Restoration of normal tissue strength is among the most accepted and reliable indices of wound healing (Van Winkle, 1969; Athar et al., 1996). In case of intestinal anastomosis, tensile strength is not a function of the length of the incision or of the thickness of the tissue rather, it is determined in term of load applied per unit of cross section area. In the present study, increase in the tensile strength of the anastomosed jejunal segment was measured on day 14 postsurgical intervention following the techniques of Athar et al., (1996). Jejunal anastomotic segments of the dogs that were administered prophylactically with single dose of intravenous ceftriaxone sodium alone (Group III) and in combination with metronidazole (Group IV) had statistically highly significant increments in tensile strength (Table I) as compared to the remaining two regimens i.e. prophylactically single dose intravenous administration of metronidazole alone (Group II) and control group that was not given any prophylactic antibiotic (Group I). Moreover, the jejunal anastomotic segments of the dogs that were administered pre-operatively with single intravenous dose of metronidazole (Group II) also had statistically significant increase in tensile strength (Table I) as compared to control group (Group I). The least gain in tensile strength was observed in control group and it might be related to the presence of infective organisms at the anastomotic site.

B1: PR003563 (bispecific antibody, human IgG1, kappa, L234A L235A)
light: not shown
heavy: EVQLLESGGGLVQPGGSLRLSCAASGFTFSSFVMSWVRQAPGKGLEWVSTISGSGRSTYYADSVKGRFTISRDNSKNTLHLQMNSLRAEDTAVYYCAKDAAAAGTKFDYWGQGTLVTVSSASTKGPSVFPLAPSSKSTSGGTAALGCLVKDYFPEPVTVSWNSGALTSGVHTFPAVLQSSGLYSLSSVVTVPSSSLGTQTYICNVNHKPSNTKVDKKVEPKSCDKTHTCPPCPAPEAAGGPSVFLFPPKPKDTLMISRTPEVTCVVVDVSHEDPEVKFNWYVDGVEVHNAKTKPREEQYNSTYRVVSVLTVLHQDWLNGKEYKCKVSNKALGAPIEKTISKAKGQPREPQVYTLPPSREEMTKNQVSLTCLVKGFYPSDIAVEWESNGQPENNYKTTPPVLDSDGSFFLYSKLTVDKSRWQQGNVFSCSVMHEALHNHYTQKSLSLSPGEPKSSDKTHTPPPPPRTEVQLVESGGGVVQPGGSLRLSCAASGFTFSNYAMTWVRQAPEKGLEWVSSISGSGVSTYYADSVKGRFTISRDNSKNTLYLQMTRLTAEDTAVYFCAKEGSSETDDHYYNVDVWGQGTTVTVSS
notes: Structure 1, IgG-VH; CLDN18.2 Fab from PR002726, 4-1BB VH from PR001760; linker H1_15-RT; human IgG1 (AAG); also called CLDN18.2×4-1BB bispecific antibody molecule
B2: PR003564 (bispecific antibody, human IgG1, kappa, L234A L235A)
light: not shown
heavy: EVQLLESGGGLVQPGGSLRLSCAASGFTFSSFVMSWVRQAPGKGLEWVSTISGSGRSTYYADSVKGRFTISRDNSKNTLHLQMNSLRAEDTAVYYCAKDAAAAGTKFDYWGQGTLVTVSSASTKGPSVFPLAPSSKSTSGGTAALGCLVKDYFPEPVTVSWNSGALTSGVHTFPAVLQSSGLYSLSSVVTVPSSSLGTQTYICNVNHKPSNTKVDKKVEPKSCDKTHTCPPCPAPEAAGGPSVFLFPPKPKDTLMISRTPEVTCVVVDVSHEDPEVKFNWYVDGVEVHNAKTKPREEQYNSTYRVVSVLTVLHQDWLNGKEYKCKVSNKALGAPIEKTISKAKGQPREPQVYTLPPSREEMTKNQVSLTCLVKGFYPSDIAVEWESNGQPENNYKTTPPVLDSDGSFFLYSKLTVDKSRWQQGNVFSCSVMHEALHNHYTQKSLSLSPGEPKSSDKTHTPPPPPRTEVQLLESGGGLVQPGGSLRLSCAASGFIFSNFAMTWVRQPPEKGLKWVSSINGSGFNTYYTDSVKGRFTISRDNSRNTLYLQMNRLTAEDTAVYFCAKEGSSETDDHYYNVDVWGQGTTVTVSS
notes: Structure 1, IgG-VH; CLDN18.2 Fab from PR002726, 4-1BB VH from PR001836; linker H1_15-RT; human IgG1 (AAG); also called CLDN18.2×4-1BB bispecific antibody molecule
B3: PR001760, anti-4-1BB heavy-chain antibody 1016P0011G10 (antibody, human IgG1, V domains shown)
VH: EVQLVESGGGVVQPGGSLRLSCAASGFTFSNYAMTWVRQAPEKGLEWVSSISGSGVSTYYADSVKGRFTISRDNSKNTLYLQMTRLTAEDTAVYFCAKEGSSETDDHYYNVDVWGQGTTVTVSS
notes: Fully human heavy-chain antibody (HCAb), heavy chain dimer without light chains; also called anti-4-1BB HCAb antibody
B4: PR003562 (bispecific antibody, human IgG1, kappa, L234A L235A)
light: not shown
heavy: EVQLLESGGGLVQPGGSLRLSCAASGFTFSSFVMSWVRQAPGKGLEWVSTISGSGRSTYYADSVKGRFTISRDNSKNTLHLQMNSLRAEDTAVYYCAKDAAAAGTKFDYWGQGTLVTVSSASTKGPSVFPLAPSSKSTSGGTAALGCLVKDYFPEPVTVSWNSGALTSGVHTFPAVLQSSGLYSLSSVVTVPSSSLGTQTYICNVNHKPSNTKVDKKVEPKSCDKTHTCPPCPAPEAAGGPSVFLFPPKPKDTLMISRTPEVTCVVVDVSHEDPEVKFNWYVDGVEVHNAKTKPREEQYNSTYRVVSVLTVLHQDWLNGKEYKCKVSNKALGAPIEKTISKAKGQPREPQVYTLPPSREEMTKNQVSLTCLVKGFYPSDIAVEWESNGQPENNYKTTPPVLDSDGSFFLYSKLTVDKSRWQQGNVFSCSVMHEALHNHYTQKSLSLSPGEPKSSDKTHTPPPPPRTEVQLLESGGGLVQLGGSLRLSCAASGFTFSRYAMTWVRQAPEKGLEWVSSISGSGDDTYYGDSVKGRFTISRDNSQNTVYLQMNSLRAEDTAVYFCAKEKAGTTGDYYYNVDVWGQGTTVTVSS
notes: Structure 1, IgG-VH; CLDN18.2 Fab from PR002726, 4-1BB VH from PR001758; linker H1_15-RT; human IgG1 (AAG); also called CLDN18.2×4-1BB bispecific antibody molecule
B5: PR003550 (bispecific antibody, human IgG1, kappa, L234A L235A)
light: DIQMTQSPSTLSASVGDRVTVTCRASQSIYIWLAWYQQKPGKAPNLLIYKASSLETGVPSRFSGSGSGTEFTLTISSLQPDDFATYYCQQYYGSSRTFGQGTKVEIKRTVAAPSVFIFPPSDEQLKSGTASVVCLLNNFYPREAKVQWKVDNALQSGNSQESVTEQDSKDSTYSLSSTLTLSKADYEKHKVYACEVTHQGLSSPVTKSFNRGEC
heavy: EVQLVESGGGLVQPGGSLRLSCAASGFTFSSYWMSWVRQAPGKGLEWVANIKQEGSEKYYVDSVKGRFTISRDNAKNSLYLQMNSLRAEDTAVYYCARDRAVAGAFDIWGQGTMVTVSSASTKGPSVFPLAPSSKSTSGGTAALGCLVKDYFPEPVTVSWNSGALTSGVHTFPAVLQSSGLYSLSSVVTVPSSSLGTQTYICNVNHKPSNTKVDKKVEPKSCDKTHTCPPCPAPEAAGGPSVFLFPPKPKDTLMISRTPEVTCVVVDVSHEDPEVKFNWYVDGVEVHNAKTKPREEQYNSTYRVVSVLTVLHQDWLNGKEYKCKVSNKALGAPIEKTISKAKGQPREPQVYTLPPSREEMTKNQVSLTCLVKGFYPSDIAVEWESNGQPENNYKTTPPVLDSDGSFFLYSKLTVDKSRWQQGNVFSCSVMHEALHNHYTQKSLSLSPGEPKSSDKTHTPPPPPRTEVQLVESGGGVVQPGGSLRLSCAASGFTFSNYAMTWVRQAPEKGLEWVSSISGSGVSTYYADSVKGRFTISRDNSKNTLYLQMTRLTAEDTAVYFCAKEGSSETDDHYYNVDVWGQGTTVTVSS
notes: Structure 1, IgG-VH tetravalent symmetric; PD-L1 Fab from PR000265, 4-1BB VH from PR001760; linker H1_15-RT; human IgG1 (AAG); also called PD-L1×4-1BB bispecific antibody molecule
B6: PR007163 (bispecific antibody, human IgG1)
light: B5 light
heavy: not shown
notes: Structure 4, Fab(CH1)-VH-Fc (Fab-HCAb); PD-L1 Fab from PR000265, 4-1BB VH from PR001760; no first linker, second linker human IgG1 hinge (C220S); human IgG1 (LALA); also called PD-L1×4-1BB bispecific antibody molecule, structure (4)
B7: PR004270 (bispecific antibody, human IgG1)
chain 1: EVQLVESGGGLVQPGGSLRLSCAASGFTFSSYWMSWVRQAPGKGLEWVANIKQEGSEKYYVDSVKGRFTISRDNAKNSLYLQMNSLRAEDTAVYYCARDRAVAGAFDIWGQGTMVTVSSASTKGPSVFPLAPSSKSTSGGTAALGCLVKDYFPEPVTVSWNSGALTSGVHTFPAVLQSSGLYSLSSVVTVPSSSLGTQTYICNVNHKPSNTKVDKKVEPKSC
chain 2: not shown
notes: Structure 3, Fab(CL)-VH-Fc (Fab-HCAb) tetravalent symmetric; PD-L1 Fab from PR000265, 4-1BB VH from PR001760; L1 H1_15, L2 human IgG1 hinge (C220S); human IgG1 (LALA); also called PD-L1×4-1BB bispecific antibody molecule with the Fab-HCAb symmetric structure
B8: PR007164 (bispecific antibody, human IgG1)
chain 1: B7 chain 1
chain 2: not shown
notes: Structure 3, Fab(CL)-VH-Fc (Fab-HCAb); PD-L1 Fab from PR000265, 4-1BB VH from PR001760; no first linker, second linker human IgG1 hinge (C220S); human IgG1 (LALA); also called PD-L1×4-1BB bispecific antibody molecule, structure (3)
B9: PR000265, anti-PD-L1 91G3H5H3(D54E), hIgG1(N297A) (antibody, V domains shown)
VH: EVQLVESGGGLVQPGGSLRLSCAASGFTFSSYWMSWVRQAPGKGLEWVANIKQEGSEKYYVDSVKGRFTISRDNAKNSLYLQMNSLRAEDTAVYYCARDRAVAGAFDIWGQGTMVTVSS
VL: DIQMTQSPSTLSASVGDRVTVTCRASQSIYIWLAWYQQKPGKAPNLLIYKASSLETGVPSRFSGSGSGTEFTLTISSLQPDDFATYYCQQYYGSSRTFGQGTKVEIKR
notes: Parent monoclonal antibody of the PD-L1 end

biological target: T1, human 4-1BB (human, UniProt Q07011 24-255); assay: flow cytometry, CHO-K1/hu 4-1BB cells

In all three treatment groups (Group II, GroupIII  and Group IV), the gain in the tensile strength seems to be due to reduction in the colonization of normal and pathogenic micro-organisms, which on getting chance might contaminate the anastomotic wound and ultimately causing post-operative infections. These results concur with those reported by Atharet al., (1996), Hayashi and Wilson (2009), Wang et al., (2003), and Woodfield et al., (2003). Statistically lesser gain in tensile strength recorded in the control animals. It was observed that during study, the animals of this group had suffered from fever for three to four days that’s why the gain in the tensile strength was lower than the groups having single dose of intravenous antibiotic prophylaxis. These findings are also inline with those of Athar et al., Cai (1992) , Leaper (1994), Lindhagen et al., (1981), Mittermayer et al., (1984) Ono et al., (1990) Parker et al., (1985) Playforth et al., (1988) and Takesue et al., (2000). As for the choice of antimicrobial agents, it is general consensus worldwide that administration of prophylactic antibiotics should be intravenous as single dose preferably 1 hour to 30 minutes before surgery. In our study it is thus not surprising that ceftriaxone sodium in combination with metronidazole has more prophylactic efficacy. This high prophylactic efficacy might be due to specific pharmacokinet profile of these antimicrobials which ensures the bactericidal actions against aerobic and anaerobic pathogenic organisms. Similar results for prophylactic efficacy of ceftriaxone sodium in combination with metronidazole also discussed by Athar et al., (1996), Gravante and Caruso(2009), Lalla (2009),  Rau et al., (2000) and Ross et al., (2009).

The authors are grateful to Prof. Dr. Ghulam Muhammad, who shared the valuable information. During this study, their kind and encouraging attitude is highly appreciateable.